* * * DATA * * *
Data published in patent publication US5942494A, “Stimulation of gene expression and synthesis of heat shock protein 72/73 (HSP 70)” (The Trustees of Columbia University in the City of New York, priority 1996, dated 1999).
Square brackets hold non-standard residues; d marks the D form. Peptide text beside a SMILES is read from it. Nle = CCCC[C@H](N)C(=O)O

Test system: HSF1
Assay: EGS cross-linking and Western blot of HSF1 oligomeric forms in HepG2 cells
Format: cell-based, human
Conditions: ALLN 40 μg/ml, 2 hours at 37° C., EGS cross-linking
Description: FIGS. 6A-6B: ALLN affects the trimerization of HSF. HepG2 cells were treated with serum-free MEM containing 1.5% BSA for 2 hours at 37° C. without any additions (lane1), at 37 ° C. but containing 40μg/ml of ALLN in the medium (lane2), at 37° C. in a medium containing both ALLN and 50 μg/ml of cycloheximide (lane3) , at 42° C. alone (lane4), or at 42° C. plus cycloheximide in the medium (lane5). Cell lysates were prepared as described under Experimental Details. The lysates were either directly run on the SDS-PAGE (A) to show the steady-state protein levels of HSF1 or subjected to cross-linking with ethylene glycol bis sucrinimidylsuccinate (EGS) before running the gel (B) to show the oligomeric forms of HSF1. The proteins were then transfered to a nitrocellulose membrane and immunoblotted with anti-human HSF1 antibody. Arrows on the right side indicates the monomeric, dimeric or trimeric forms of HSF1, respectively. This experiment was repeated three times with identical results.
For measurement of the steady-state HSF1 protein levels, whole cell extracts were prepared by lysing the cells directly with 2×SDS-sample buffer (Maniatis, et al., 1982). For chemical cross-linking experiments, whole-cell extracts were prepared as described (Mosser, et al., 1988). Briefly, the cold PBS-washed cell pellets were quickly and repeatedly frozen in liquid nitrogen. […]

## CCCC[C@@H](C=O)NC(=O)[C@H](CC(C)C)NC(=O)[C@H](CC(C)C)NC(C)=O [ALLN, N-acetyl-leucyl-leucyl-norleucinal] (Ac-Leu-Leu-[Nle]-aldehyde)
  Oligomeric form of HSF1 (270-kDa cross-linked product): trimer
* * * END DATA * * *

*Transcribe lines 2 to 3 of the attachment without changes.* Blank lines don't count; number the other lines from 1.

Square brackets hold non-standard residues; d marks the D form. Peptide text beside a SMILES is read from it. Nle = CCCC[C@H](N)C(=O)O

Test system: HSF1